More than 6-million bats of multiple species have been killed by white-nose syndrome since it was first documented in the U.S. in 2006.

Lundh notes, bats are particularly beneficial to an agricultural state like Nebraska as they’ll eat all sorts of insects that would otherwise damage crops, in addition to bugs that bug people. Some bats will eat a thousand mosquitoes per night.


Ag Director worries environmental, not health, concerns swaying dietary guidelines

Hereford_cattle_herdState Agriculture Director Greg Ibach worries environmental concerns are creeping into the dietary recommendations made by the federal government.

The United States Department of Agriculture is preparing its latest dietary guidelines and this time environmentalists are pressuring the USDA to recommend eating less red meat to reduce the carbon footprint of the cattle industry.

Ibach says there is no reason to reduce consumption of red meat for health reasons.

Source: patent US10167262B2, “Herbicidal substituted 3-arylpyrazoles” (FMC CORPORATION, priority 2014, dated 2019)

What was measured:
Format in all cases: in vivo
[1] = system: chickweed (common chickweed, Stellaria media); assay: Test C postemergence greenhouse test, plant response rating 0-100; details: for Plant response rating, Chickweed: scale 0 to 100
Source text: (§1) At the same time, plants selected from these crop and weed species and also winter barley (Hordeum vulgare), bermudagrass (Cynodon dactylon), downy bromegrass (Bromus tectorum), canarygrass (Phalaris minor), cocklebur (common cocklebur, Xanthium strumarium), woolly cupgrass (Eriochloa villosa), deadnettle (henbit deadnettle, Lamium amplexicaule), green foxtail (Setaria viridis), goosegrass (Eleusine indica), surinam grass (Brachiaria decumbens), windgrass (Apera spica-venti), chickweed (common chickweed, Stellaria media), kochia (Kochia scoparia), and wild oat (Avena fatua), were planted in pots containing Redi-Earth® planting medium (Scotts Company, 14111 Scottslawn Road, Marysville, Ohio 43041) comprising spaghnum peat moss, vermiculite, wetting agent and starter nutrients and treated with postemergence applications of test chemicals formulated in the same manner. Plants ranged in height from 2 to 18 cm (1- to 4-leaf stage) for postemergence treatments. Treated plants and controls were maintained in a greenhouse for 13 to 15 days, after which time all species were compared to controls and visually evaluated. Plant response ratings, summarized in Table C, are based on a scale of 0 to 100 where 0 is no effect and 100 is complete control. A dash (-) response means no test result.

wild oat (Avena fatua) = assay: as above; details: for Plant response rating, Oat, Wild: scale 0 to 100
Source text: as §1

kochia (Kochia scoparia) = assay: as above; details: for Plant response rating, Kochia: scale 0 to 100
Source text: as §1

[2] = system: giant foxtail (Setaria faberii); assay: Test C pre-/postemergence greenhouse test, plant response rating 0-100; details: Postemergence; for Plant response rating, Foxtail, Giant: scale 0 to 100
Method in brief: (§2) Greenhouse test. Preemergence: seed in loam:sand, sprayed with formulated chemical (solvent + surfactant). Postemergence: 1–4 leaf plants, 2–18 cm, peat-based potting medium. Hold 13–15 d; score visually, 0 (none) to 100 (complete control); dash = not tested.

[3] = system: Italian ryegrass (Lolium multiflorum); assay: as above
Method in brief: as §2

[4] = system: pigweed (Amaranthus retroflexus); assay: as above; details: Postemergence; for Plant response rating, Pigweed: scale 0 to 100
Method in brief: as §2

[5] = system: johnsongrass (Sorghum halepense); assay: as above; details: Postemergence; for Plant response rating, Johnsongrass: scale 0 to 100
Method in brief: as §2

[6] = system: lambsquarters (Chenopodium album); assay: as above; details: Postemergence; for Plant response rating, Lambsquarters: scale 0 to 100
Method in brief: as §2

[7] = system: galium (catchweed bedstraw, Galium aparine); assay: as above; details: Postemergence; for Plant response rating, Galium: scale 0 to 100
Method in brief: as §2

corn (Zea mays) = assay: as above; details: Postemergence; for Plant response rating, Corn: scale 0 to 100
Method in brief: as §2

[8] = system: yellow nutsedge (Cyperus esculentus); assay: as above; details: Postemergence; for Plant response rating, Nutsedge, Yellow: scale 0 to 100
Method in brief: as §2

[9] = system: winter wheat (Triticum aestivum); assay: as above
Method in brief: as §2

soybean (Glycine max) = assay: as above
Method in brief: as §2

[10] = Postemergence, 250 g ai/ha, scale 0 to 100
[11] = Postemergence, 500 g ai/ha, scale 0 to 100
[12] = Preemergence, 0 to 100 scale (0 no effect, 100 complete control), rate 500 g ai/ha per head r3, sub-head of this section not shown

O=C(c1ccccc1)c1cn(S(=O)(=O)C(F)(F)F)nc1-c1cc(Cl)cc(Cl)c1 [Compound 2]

“The same message we’ve had for years that red meat can be a part of a healthy diet,” Ibach tells Nebraska Radio Network affiliate KLIN. “You just have to follow the proper guidelines, pay attention to your portion size, and if you’re especially concerned about the fat in your diet, you pick leaner cuts.”

A panel that makes recommendations for the federal dietary guidelines has suggested sustainability of the environment should be considered in their make-up. Some argue the beef industry has too large a carbon footprint and needs to be scaled back.

Ibach has written Agriculture Secretary Tom Vilsack, arguing that sustainability has no place in the dietary guidelines which should be solely directed at providing consumers with scientific-based dietary information.